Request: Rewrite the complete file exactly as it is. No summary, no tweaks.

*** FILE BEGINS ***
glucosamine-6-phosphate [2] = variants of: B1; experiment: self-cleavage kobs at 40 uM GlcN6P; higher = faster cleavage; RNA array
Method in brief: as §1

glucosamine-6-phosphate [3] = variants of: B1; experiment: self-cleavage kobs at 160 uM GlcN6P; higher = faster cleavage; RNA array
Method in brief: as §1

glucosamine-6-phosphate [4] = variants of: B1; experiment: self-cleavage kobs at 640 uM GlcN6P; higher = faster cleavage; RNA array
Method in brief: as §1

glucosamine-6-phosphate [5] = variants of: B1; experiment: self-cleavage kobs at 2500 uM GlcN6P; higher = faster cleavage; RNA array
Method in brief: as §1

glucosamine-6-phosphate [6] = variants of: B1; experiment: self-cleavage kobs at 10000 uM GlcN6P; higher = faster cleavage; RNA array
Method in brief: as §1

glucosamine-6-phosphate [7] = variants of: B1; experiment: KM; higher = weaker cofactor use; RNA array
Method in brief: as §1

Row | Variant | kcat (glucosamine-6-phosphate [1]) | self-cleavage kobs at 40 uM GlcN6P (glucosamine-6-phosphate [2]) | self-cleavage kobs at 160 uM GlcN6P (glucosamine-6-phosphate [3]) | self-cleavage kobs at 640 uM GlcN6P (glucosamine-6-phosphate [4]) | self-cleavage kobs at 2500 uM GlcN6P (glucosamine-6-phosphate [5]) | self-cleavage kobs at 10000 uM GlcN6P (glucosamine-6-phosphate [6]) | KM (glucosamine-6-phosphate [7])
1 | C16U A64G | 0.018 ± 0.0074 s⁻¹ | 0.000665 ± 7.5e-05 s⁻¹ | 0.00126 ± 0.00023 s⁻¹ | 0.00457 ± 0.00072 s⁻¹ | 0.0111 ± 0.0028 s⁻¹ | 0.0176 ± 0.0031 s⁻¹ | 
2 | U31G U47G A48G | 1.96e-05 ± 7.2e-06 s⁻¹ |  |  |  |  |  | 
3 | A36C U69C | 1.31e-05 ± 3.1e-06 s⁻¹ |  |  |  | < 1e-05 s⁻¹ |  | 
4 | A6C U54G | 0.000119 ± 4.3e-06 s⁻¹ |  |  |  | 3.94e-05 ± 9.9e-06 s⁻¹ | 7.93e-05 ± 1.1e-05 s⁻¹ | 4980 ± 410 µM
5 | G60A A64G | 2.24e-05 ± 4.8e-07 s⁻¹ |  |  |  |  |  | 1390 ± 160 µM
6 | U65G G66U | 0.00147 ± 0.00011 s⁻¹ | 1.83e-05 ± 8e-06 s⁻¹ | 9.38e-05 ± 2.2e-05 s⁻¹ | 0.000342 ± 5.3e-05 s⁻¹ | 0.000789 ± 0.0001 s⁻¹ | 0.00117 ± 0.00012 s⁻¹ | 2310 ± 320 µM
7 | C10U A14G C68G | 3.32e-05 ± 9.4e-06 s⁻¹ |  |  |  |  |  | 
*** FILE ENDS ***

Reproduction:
glucosamine-6-phosphate [2] = variants of: B1; experiment: self-cleavage kobs at 40 uM GlcN6P; higher = faster cleavage; RNA array
Method in brief: as §1

glucosamine-6-phosphate [3] = variants of: B1; experiment: self-cleavage kobs at 160 uM GlcN6P; higher = faster cleavage; RNA array
Method in brief: as §1

glucosamine-6-phosphate [4] = variants of: B1; experiment: self-cleavage kobs at 640 uM GlcN6P; higher = faster cleavage; RNA array
Method in brief: as §1

glucosamine-6-phosphate [5] = variants of: B1; experiment: self-cleavage kobs at 2500 uM GlcN6P; higher = faster cleavage; RNA array
Method in brief: as §1

glucosamine-6-phosphate [6] = variants of: B1; experiment: self-cleavage kobs at 10000 uM GlcN6P; higher = faster cleavage; RNA array
Method in brief: as §1

glucosamine-6-phosphate [7] = variants of: B1; experiment: KM; higher = weaker cofactor use; RNA array
Method in brief: as §1

Row | Variant | kcat (glucosamine-6-phosphate [1]) | self-cleavage kobs at 40 uM GlcN6P (glucosamine-6-phosphate [2]) | self-cleavage kobs at 160 uM GlcN6P (glucosamine-6-phosphate [3]) | self-cleavage kobs at 640 uM GlcN6P (glucosamine-6-phosphate [4]) | self-cleavage kobs at 2500 uM GlcN6P (glucosamine-6-phosphate [5]) | self-cleavage kobs at 10000 uM GlcN6P (glucosamine-6-phosphate [6]) | KM (glucosamine-6-phosphate [7])
1 | C16U A64G | 0.018 ± 0.0074 s⁻¹ | 0.000665 ± 7.5e-05 s⁻¹ | 0.00126 ± 0.00023 s⁻¹ | 0.00457 ± 0.00072 s⁻¹ | 0.0111 ± 0.0028 s⁻¹ | 0.0176 ± 0.0031 s⁻¹ | 
2 | U31G U47G A48G | 1.96e-05 ± 7.2e-06 s⁻¹ |  |  |  |  |  | 
3 | A36C U69C | 1.31e-05 ± 3.1e-06 s⁻¹ |  |  |  | < 1e-05 s⁻¹ |  | 
4 | A6C U54G | 0.000119 ± 4.3e-06 s⁻¹ |  |  |  | 3.94e-05 ± 9.9e-06 s⁻¹ | 7.93e-05 ± 1.1e-05 s⁻¹ | 4980 ± 410 µM
5 | G60A A64G | 2.24e-05 ± 4.8e-07 s⁻¹ |  |  |  |  |  | 1390 ± 160 µM
6 | U65G G66U | 0.00147 ± 0.00011 s⁻¹ | 1.83e-05 ± 8e-06 s⁻¹ | 9.38e-05 ± 2.2e-05 s⁻¹ | 0.000342 ± 5.3e-05 s⁻¹ | 0.000789 ± 0.0001 s⁻¹ | 0.00117 ± 0.00012 s⁻¹ | 2310 ± 320 µM
7 | C10U A14G C68G | 3.32e-05 ± 9.4e-06 s⁻¹ |  |  |  |  |  | 